I remember reading a while back about how Action Replayy was going to have a Holi song, picturised on Aishwarya Rai and Neha Dhupia. And guess what? I CANNOT WAIT to see it, based on how good the song sounds. Chhan Ke Mohalla literally starts with a bang, and is another track with a persistent, infectious rhythm, lots of percussion and some awesome beats. It’s been a while since Hindi film has consistently celebrated Holi onscreen like they did back in the 70s, and appropriately, the song, like the rest of the album, has a vaguely retro feel to it, without feeling old-fashioned. Sunidhi Chauhan and Ritu Pathak both have gorgeous voices and use them in beautiful harmonic unison, and in soaring , fierce solos to make this a sensual, powerful, bound-to-be chart-topper. This is BY FAR my favourite track, and one I will be playing over and over again!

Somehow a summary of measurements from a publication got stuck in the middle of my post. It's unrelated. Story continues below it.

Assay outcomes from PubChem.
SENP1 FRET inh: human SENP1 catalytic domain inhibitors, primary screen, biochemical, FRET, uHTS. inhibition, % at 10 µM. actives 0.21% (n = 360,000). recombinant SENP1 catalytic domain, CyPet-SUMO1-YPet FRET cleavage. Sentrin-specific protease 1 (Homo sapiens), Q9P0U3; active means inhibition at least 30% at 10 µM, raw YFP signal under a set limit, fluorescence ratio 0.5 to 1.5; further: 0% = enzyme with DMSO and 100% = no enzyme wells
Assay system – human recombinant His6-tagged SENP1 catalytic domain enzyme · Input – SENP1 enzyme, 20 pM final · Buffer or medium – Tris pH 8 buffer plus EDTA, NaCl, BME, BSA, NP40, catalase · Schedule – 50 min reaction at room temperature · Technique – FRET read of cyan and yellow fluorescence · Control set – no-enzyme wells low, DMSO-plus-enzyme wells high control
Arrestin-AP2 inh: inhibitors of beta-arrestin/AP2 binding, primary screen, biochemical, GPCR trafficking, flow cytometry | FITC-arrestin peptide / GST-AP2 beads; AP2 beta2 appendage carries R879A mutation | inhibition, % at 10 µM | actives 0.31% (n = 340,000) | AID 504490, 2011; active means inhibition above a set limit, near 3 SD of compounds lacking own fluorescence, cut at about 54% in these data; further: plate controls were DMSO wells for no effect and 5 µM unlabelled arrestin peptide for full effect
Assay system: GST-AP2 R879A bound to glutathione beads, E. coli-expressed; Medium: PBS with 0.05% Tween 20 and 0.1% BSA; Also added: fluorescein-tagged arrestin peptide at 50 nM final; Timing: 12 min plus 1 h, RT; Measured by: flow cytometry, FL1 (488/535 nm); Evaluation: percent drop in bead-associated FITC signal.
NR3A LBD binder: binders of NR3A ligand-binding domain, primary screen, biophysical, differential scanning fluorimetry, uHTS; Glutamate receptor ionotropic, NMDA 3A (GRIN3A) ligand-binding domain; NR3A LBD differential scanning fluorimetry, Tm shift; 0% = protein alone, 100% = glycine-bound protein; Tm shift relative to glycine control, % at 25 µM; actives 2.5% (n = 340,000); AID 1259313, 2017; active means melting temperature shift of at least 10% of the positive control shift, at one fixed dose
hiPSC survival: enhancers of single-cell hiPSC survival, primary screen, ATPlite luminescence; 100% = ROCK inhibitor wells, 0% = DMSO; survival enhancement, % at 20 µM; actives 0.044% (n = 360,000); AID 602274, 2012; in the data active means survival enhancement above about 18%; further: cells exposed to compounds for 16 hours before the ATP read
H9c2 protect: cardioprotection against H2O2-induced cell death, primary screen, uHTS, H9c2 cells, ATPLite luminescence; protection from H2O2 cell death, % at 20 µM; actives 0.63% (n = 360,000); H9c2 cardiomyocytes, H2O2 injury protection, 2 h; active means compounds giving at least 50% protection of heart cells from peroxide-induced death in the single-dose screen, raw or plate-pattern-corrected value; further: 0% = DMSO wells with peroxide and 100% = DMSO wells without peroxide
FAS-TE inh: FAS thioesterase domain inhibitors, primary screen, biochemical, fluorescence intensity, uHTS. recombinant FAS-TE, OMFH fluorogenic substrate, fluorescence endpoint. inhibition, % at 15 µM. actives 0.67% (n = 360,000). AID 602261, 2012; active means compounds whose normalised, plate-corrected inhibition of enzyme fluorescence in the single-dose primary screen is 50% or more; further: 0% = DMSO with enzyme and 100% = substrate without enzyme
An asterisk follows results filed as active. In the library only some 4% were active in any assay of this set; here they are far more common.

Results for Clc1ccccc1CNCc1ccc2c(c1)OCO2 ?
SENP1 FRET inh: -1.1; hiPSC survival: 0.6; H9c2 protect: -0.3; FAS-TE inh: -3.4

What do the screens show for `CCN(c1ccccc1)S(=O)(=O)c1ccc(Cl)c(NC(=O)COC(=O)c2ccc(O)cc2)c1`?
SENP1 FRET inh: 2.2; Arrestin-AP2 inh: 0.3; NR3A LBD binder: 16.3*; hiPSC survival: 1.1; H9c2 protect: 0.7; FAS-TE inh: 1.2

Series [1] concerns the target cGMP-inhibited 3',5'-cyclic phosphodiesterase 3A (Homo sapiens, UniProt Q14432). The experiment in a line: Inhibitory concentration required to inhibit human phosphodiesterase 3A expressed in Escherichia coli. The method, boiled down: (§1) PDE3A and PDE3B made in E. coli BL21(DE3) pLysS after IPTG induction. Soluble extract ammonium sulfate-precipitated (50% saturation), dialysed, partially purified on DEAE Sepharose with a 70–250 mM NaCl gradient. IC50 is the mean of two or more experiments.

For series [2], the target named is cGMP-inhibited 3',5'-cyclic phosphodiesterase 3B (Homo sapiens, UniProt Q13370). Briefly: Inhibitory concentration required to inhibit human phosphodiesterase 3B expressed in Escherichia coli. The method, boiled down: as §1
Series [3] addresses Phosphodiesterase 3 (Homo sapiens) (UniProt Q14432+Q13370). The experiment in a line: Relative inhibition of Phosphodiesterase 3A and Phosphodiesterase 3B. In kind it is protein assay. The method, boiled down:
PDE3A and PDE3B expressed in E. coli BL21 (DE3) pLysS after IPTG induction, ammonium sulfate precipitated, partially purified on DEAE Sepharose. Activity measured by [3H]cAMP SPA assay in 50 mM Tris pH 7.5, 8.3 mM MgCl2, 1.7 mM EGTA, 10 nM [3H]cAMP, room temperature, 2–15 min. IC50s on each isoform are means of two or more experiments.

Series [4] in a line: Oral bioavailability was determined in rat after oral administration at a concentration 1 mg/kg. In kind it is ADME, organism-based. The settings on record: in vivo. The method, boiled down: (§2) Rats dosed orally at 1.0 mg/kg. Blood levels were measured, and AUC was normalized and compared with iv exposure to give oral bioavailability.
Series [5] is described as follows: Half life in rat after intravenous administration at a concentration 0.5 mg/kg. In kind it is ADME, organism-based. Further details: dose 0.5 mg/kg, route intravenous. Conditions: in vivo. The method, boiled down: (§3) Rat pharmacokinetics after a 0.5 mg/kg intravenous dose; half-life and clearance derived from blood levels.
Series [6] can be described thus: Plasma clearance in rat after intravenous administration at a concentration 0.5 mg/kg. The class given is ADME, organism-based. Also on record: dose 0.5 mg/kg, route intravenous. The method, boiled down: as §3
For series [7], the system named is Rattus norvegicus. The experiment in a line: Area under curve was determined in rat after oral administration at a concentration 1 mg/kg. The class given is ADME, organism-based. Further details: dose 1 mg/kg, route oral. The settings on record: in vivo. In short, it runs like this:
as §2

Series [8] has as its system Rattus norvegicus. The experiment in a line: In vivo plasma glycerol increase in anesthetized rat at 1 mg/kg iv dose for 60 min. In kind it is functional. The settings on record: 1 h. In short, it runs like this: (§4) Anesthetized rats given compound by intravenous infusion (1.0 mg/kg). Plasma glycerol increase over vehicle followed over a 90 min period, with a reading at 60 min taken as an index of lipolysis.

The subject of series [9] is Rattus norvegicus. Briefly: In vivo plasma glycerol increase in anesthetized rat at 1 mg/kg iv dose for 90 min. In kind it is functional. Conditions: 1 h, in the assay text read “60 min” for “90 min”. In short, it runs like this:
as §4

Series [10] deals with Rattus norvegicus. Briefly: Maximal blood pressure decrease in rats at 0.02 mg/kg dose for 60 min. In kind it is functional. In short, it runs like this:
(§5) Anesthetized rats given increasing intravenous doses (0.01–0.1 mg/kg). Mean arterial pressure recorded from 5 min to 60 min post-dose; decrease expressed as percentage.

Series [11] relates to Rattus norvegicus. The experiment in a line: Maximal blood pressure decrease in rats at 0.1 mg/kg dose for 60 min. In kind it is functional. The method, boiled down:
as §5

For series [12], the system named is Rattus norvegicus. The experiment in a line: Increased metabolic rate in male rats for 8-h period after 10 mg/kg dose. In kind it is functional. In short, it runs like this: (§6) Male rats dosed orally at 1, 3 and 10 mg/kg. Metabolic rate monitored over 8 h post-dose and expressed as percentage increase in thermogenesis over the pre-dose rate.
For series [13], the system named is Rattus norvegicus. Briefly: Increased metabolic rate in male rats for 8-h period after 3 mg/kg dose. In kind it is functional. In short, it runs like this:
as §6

The Chhan Ke Mohalla (Tigerstyle Remix) comes at track 11, tweaking the percussive backing and seeming slightly more subdued than the awesome fiery fierceness of the original.

Tera Mera Pyaar is a typical Pritam love song, which wouldn’t be out of place in an Emraan Hashmi film. While initially this track seemed a bit like the odd one out after the party/retro vibe of the other songs, I still really enjoyed it. Karthik , Mahalakshmi and Antara Mitra take turns with the vocal duties, against a backdrop of soaring strings and crashing drums that build into an epic, yearning romantic song.

The remix of Tera Mera Pyaar by Hysinth (track 12 on the album) funks things up and brings the track firmly back into the party realm, upping the beats per minute and adding some electro/synth touches and some new rhythms to the instrumentation. This is an example of a good remix done with a good reason: it takes a slow, traditional love song and makes it danceable and different, without destroying the essence of the original. A decent track.